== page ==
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More Abortion Restrictions Have Been Enacted In The U.S. This Year Than In Any Other

Anti-abortion-rights protesters come out in May to the Texas Capitol in Austin in response to a bill that Gov. Greg Abbott signed outlawing abortions after a fetal heartbeat is detected.
Anti-abortion-rights protesters come out in May to the Texas Capitol in Austin in response to a bill that Gov. Greg Abbott signed outlawing abortions after a fetal heartbeat is detected.

More abortion restrictions have been enacted across the U.S. this year than in any previous year, according to an analysis by a group that supports abortion rights.

State legislatures have passed at least 90 laws restricting the procedure in 2021 so far, finds a report released this month from the Guttmacher Institute.

"We're really trying to bring attention to the fact that state legislatures are moving very quickly on abortion bans and restrictions," Elizabeth Nash, a co-author of the report and principal policy associate at the institute, told NPR. "Abortion rights are at stake."

She said that a conservative shift in some state legislatures, emboldened by the 6-3 majority conservatives now hold on the U.S. Supreme Court — reshaped under former President Donald Trump — are driving the extraordinary wave of anti-abortion policies. The previous record was set in 2011 when states passed 89 abortion restrictions over the course of the entire year.

It's a milestone that anti-abortion-rights activists who have pushed for such laws count as a success.

Abortion restrictions reached the record number after Texas Gov. Greg Abbott signed a new measure into law in May that would ban abortions in the state as early as six weeks — often before many women may even realize they're pregnant. The bill also bans abortions that are the result of rape or incest but includes an exception for medical emergencies.

Similar "heartbeat bills," that seek to outlaw abortion the moment a fetal heartbeat has been detected, have been introduced in a handful of states.

But, as NPR previously reported, Texas adds a unique twist to its ban. Under the law, individuals would be allowed to sue anyone they believe may have helped a pregnant person violate the ban. Reproductive rights proponents fear that the abortion providers and abortion-rights activists will become the target in these cases.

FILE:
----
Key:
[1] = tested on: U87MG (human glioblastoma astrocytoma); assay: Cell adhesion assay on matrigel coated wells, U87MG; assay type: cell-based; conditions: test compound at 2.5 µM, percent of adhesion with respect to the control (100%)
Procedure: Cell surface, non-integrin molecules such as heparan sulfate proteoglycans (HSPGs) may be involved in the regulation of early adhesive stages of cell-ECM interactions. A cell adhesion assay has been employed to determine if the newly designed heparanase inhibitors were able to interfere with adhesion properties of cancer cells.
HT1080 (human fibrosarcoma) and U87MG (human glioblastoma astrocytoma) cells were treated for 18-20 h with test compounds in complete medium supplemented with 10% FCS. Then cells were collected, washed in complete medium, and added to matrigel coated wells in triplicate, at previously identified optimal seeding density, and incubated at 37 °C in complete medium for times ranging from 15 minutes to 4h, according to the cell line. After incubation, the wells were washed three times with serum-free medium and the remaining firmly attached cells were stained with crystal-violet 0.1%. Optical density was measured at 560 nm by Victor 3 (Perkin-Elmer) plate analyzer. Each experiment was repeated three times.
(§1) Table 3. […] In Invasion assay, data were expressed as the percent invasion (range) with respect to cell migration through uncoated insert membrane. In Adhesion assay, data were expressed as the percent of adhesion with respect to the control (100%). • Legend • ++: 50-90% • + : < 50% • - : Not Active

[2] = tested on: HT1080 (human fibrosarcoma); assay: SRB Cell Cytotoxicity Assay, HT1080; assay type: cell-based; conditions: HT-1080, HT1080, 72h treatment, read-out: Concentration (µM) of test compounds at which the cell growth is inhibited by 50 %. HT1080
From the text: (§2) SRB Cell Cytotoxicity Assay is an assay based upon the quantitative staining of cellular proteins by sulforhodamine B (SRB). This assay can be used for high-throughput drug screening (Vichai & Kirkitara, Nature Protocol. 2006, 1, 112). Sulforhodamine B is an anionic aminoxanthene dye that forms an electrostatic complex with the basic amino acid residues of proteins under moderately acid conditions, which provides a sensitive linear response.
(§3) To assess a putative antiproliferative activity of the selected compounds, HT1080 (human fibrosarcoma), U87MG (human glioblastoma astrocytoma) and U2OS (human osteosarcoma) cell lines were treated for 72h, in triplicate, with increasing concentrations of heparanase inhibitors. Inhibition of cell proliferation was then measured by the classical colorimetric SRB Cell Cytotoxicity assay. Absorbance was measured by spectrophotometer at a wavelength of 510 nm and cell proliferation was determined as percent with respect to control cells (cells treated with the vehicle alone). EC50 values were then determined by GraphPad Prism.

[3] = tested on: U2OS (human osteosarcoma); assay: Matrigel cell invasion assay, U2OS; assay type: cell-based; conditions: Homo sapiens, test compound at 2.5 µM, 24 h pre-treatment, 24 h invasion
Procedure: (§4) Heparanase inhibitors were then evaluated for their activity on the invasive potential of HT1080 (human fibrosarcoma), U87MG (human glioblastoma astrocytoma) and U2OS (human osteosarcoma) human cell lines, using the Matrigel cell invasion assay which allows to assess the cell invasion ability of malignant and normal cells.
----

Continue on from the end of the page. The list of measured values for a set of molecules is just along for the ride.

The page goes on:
Nash said the civil penalty, which makes it harder to challenge the law, was clever thinking on the part of Texas lawmakers.

"They're putting the responsibility on people across the country to enforce this ban," she said.

The Supreme Court prepares to take up abortion rights

The push to weaken abortion rights comes as the Supreme Court prepares to hear a case that will put a long-standing legal precedent upholding abortion rights to the test.

In the case, set to be taken up next term, Mississippi's last abortion clinic is challenging the constitutionality of a state law that bans most abortions after 15 weeks.

Since 1973, the court's landmark ruling in Roe v. Wade has given women the constitutional right to end a pregnancy before "fetal viability" — when the fetus is unable to survive outside the womb — or until about 24 weeks.

If the court upholds Mississippi's law, it would open the door for new state abortion restrictions that have long been considered unconstitutional under Roe.

"It's deeply concerning to see the Supreme Court take this case," Nash said. "Even by taking the case, the court is signaling that they could undermine abortion rights."

Abortion-rights opponents are looking to the high court

Joe Pojman, executive director of the anti-abortion group Texas Alliance for Life, said the Supreme Court's apparent readiness to take a new look at abortion rights gives opponents such as himself some hope that Texas and other states will see an outcome that gives them the latitude for such restrictions.

Although he expects the so-called Texas Heartbeat Act to face a series of court challenges, he wants to see such bills go even further, he said, "even up to the moment of conception — fertilization."

"We think the state has a right and a responsibility to protect all citizens, including the most vulnerable citizens — unborn children — from harm, and we believe that the state has a responsibility to protect those children from abortion," he said.

In 2018, the Centers for Disease Control and Prevention reported that there were 11.3 abortions per 1,000 women, a slight increase from the previous year. Restrictions on reproductive rights disproportionately affect women of color and low-income women.

"We know that people need access to this care, whether they live in Louisiana or New York," Nash said. "And we know that people are the best arbiters of their own lives and what they need. Ensuring that abortion is available and affordable is critical."

NPR's Sarah McCammon contributed to this report.

Copyright 2021 NPR. To see more, visit https://www.npr.org.

Corrected: July 8, 2021 at 11:00 PM CDT
An earlier version of this story incorrectly said that Gov. Greg Abbott signed the Texas "heartbeat bill" into law last month. He signed it in May.